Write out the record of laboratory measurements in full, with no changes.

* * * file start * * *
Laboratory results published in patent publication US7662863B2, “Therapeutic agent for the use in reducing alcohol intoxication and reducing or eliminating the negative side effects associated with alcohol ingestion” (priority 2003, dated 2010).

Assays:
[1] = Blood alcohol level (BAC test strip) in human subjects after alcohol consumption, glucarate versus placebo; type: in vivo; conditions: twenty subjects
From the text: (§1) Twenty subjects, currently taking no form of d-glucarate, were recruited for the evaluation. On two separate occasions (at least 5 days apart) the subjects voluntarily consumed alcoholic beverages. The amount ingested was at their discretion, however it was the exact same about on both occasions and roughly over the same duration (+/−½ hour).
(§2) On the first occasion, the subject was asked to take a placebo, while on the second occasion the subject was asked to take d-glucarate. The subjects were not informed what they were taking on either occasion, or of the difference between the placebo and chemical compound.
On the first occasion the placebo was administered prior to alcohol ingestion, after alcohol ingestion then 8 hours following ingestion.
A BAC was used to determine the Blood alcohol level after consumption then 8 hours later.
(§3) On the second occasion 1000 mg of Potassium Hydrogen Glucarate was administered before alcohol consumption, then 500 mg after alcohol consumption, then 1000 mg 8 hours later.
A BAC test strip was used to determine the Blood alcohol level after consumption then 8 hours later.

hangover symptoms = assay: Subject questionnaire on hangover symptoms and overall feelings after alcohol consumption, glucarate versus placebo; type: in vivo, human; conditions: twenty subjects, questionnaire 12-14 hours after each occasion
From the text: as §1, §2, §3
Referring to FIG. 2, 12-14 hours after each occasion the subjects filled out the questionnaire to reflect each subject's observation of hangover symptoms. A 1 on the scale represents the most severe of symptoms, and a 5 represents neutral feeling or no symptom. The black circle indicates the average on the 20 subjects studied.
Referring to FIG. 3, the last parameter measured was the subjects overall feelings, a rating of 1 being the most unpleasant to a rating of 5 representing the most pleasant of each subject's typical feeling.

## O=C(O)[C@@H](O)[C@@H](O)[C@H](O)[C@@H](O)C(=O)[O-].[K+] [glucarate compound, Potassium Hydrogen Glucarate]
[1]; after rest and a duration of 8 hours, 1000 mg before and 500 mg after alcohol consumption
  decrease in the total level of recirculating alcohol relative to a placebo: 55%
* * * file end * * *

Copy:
Laboratory results published in patent publication US7662863B2, “Therapeutic agent for the use in reducing alcohol intoxication and reducing or eliminating the negative side effects associated with alcohol ingestion” (priority 2003, dated 2010).

Assays:
[1] = Blood alcohol level (BAC test strip) in human subjects after alcohol consumption, glucarate versus placebo; type: in vivo; conditions: twenty subjects
From the text: (§1) Twenty subjects, currently taking no form of d-glucarate, were recruited for the evaluation. On two separate occasions (at least 5 days apart) the subjects voluntarily consumed alcoholic beverages. The amount ingested was at their discretion, however it was the exact same about on both occasions and roughly over the same duration (+/−½ hour).
(§2) On the first occasion, the subject was asked to take a placebo, while on the second occasion the subject was asked to take d-glucarate. The subjects were not informed what they were taking on either occasion, or of the difference between the placebo and chemical compound.
On the first occasion the placebo was administered prior to alcohol ingestion, after alcohol ingestion then 8 hours following ingestion.
A BAC was used to determine the Blood alcohol level after consumption then 8 hours later.
(§3) On the second occasion 1000 mg of Potassium Hydrogen Glucarate was administered before alcohol consumption, then 500 mg after alcohol consumption, then 1000 mg 8 hours later.
A BAC test strip was used to determine the Blood alcohol level after consumption then 8 hours later.

hangover symptoms = assay: Subject questionnaire on hangover symptoms and overall feelings after alcohol consumption, glucarate versus placebo; type: in vivo, human; conditions: twenty subjects, questionnaire 12-14 hours after each occasion
From the text: as §1, §2, §3
Referring to FIG. 2, 12-14 hours after each occasion the subjects filled out the questionnaire to reflect each subject's observation of hangover symptoms. A 1 on the scale represents the most severe of symptoms, and a 5 represents neutral feeling or no symptom. The black circle indicates the average on the 20 subjects studied.
Referring to FIG. 3, the last parameter measured was the subjects overall feelings, a rating of 1 being the most unpleasant to a rating of 5 representing the most pleasant of each subject's typical feeling.

## O=C(O)[C@@H](O)[C@@H](O)[C@H](O)[C@@H](O)C(=O)[O-].[K+] [glucarate compound, Potassium Hydrogen Glucarate]
[1]; after rest and a duration of 8 hours, 1000 mg before and 500 mg after alcohol consumption
  decrease in the total level of recirculating alcohol relative to a placebo: 55%